A trumpet is almost always welcome - bright, forceful, and gregarious - it is the vivacious coed of noise, brilliant and beloved.
A saxophone (already of the moodier woodwind family) is another creature altogether. It does not play well with others, preferring to solo and to warble and waddle through scales that swoop dramatically from low to high and high to low. Many is the song that has had to hold on with white knuckles while the sax uncoils and sonically elbows the other instruments out of the way. One is always fearful that the whole thing will bobble out of alignment.
Thing is, when used sparingly and judiciously, the saxophone solo can be plaintive and triumphant and anguished and sexy. But when used recklessly, when used with abandon, or without a firm hand insistent on restraint, the sax solo is an aural oilslick, spreading and seeping into every corner of a song and leaving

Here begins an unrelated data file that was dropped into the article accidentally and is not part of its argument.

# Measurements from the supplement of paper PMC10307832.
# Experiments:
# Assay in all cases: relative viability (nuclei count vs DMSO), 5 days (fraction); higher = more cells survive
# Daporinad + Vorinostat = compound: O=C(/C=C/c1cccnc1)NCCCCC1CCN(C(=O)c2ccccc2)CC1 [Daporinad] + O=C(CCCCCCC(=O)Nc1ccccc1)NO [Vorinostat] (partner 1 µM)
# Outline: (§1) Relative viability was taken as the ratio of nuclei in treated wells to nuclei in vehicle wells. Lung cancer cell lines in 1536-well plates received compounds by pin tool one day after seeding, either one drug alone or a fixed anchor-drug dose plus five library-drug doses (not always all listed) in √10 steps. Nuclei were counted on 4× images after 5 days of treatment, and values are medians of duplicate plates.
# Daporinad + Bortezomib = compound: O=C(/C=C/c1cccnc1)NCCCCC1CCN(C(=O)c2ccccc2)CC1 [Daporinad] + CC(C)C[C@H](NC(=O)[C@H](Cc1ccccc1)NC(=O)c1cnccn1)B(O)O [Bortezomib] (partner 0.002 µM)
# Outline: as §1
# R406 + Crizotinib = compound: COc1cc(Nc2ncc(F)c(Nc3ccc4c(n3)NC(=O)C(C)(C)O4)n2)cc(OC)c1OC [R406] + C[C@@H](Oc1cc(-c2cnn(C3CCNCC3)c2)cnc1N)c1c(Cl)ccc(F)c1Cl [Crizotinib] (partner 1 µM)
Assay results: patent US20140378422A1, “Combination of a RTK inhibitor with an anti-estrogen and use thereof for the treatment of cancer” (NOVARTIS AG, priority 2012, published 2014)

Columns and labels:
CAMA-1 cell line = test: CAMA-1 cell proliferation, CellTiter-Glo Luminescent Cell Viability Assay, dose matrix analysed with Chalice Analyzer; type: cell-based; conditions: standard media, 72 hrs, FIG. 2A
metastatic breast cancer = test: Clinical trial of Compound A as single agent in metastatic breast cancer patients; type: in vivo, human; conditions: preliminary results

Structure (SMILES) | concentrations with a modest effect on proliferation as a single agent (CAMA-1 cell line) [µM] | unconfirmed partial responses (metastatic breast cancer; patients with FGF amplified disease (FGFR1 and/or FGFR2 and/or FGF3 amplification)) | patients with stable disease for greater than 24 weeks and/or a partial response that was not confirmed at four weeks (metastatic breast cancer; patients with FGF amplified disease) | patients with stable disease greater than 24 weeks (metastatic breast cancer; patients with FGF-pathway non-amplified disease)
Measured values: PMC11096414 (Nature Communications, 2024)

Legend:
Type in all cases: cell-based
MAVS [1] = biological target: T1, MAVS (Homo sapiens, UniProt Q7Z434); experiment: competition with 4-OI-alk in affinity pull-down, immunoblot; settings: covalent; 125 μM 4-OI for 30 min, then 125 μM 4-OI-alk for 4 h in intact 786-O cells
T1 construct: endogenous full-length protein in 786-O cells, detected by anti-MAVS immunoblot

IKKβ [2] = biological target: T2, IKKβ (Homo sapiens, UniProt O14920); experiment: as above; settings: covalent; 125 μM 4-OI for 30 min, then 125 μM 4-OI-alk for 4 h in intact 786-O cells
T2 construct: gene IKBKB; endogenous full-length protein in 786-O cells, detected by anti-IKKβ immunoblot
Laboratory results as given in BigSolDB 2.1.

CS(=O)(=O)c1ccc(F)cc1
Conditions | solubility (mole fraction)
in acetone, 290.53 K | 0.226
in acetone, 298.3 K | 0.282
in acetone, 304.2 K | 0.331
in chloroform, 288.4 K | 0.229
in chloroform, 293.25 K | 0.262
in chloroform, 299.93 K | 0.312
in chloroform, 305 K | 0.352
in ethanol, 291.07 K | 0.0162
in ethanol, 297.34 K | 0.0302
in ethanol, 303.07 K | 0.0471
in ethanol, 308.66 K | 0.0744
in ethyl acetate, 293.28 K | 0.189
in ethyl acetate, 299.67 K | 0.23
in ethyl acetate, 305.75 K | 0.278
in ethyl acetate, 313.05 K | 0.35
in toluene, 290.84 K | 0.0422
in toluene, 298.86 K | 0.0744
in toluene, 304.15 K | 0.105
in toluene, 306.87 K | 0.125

A badly deployed sax solo can be a melismatic tumor.
A well deployed saxophone riff can be a joyful wail, at once more complicated and more human that all but the finest cornetist can coax from his or her instrument.
A Clarence Clemons may be worth a hundred Kenny Gorelicks, but am I wrong to cringe with anxiety when the first blast or burp of a sax pours into a ballad (or even a jump number)?
I would place the saxophone under glass and give, among living musicians, Bruce Springsteen and Van Morrison the only keys. Those who would like to borrow the saxophone for a song here or there would have to appeal to them. Jazz musicians would have free access, but would need to sign out and file the proper forms stating their intent and indemnifications in the event of a cheese-spill.
The soprano sax would be declared a violation of human rights.